My God, I am sorry for my sins with all my heart. In choosing to do wrong and failing to do good, I have sinned against you whom I should love above all things. I firmly intend, with your help, to do penance, to sin no more, and to avoid whatever leads me to sin. Our Savior Jesus Christ suffered and died for us. In his name, my God, have mercy.

Eucharistic Adoration

“He is there, who loves us so much!” – St. John Vianney

Adoration in the Chapel: Every day 8:30 AM – 10:00 PM

Eucharistic Adoration at St. Isaac Jogues began during Advent in 1993. Please take time out from your schedule to spend time with Jesus, truly present in the Sacrament of the Altar. Christ’s great love for us was shown when he was crucified on the cross to pay the penalty for our sins and give us eternal life. Two thousand years ago, the people of Palestine would go to the Man from Galilee for healing and hear the words of Jesus: “Go, your faith has healed you.” Christ has come primarily to heal.  He comes to restore a broken humanity.  He loves us without limit, and offers Himself to us in the Holy Sacrament of the Eucharist.  Can we not give Jesus a few minutes of love and adoration in return? Through Eucharistic Adoration souls are saved. Jesus showed St. Maria Faustina a vision in which each person coming before Him represents all of humanity. Grace and mercy go forth to every person from Jesus truly present in the Blessed Sacrament.  It is His love for us that keeps Him day and night waiting in the Blessed Sacrament.

For Jesus said: “Come to Me all who are weary and find life burdensome and I will refresh you.” Mt. 11:28. And “Behold I am with you always until the end of the world.” Mt. 28:20.

Adoration is the first attitude of man acknowledging that he is a creature before his Creator. It exalts the greatness of the Lord who made us and the almighty power of the Savior who sets us free from evil. Adoration is homage of the spirit to the “King of Glory,” respectful silence in the presence of the “ever greater” God. Adoration of the thrice-holy and sovereign God of love blends with humility and gives assurance to our supplications. —Catechism of the Catholic Church, no. 2628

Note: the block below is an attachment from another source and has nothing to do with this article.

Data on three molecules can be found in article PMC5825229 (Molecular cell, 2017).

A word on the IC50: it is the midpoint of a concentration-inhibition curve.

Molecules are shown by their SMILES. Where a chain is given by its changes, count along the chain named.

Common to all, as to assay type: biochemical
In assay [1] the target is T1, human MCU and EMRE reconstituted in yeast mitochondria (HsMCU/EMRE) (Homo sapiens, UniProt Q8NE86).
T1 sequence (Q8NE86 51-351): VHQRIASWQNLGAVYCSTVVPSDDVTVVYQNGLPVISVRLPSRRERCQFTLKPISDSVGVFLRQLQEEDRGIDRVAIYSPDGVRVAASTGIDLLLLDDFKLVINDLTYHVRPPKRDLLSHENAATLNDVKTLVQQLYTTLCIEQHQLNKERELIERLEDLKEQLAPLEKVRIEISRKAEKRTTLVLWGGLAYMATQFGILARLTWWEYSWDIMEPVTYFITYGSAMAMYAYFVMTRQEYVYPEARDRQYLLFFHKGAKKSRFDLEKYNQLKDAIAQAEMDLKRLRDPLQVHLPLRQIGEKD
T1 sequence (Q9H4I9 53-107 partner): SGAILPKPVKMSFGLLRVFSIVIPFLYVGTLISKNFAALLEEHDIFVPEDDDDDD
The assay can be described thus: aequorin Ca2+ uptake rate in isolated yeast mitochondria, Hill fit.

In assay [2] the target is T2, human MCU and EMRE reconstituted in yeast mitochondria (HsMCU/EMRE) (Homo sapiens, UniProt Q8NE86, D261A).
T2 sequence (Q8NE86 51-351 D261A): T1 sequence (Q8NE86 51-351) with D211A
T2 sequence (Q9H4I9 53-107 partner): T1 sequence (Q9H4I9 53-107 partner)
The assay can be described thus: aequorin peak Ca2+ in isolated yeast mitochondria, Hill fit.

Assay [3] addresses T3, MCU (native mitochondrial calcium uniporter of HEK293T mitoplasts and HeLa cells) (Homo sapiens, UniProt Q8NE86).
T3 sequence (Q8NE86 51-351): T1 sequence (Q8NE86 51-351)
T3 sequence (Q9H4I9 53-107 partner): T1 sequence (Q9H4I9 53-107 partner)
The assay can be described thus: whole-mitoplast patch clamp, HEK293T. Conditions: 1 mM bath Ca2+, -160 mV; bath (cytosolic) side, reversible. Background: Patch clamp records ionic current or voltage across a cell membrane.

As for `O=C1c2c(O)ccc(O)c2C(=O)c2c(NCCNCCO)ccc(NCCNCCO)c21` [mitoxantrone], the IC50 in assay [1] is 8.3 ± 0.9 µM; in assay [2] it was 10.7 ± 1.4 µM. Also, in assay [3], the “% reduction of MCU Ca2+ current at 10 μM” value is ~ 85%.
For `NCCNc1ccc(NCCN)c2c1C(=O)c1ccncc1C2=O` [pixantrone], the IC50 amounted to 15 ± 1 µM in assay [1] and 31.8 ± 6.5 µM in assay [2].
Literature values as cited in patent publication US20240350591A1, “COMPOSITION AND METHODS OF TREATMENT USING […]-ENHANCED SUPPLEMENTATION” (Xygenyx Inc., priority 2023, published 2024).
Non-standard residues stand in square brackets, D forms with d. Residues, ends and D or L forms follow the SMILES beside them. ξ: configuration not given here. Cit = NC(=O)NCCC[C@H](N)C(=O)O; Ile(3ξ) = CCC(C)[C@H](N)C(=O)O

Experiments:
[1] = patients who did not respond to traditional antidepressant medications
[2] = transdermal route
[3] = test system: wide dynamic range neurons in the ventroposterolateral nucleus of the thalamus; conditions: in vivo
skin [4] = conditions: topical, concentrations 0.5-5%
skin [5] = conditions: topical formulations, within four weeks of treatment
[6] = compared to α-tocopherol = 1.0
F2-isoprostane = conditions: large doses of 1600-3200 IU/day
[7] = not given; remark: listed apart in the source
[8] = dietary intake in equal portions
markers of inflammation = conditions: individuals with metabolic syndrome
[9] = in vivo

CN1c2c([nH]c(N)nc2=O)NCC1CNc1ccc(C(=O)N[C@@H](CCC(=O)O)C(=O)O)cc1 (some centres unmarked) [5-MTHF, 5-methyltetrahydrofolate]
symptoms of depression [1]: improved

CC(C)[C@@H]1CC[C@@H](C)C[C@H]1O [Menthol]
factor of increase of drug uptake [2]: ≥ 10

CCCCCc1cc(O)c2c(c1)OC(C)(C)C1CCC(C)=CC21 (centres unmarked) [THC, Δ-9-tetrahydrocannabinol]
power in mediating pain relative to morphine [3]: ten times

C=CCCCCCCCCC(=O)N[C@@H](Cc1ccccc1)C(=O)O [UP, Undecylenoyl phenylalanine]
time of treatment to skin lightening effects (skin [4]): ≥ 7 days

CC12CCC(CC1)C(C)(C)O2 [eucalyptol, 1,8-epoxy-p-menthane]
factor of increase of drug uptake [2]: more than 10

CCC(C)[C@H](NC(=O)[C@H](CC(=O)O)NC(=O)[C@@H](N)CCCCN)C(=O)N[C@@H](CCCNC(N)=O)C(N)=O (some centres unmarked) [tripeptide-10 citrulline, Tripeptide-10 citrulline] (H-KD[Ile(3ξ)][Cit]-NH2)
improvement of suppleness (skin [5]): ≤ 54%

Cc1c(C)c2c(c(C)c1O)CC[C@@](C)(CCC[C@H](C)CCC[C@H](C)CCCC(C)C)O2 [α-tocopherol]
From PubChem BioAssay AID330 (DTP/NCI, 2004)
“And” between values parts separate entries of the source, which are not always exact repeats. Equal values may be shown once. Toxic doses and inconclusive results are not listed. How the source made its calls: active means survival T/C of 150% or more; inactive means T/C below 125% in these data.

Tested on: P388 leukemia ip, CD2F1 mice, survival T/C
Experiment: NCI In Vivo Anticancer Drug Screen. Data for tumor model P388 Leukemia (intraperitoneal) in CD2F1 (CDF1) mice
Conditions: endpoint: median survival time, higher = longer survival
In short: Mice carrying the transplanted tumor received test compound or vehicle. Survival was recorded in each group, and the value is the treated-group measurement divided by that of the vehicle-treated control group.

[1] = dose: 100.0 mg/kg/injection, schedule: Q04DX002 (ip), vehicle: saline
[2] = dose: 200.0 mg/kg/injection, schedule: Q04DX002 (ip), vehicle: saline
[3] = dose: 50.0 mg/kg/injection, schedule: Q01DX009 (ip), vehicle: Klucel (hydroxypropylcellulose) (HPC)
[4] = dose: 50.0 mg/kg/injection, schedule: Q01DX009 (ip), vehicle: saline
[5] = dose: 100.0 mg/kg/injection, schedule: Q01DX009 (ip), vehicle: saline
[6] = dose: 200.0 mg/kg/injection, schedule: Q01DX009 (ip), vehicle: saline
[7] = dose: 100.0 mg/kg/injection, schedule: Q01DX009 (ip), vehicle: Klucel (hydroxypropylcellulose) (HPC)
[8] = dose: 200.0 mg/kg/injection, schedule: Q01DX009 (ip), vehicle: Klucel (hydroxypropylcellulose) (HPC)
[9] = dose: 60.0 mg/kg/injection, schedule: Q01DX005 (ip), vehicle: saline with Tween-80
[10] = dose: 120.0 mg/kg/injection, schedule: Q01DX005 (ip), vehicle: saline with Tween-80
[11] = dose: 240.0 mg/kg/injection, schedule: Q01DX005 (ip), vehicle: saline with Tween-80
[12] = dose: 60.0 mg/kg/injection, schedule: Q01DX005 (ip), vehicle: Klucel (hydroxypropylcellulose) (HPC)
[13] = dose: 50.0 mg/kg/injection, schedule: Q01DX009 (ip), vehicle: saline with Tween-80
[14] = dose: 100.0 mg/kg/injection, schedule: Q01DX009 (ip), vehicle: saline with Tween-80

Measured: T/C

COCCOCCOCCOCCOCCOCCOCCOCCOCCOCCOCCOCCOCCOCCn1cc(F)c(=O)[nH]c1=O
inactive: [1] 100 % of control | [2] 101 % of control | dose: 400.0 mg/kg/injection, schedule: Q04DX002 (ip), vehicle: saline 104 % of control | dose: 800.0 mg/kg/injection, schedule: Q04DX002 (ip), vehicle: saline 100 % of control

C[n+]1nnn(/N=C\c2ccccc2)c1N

“Every believing Catholic should make it a practice to pray as much as he can before the Blessed Sacrament of the altar.” -Fr. John A. Hardon, SJ.

Funeral Arrangements

“Where are we going? On high, to the peace of the heavenly Jerusalem, as it is written: ‘I rejoiced at the things that were said to me: we shall go into the house of the Lord.’ There, good will shall be so ordered in us that we shall have no other desire than to remain there eternally. So long as we live in this mortal body we are journeying toward You, O Lord; here below we have no lasting dwelling place, but seek one which is to come, since our home is in heaven. Therefore, with the help of Your grace, I enter into the secrecy of my heart, and lift up songs of love to You, to You, my King and my God!”  -St. Augustine

At the death of a Christian, whose life of faith was begun in the waters of Baptism and strengthened at the Eucharistic table, the Church intercedes on behalf of the deceased because of its confident belief that death is not the end, nor does it break the bonds forged in life. (Order of Christian Funerals, no. 4)

Click here for U.S. Conference of Catholic Bishop overview of Catholic Rites.

Call the Rectory at (610) 687-3366 to make arrangements.

For Sacrament information, click here.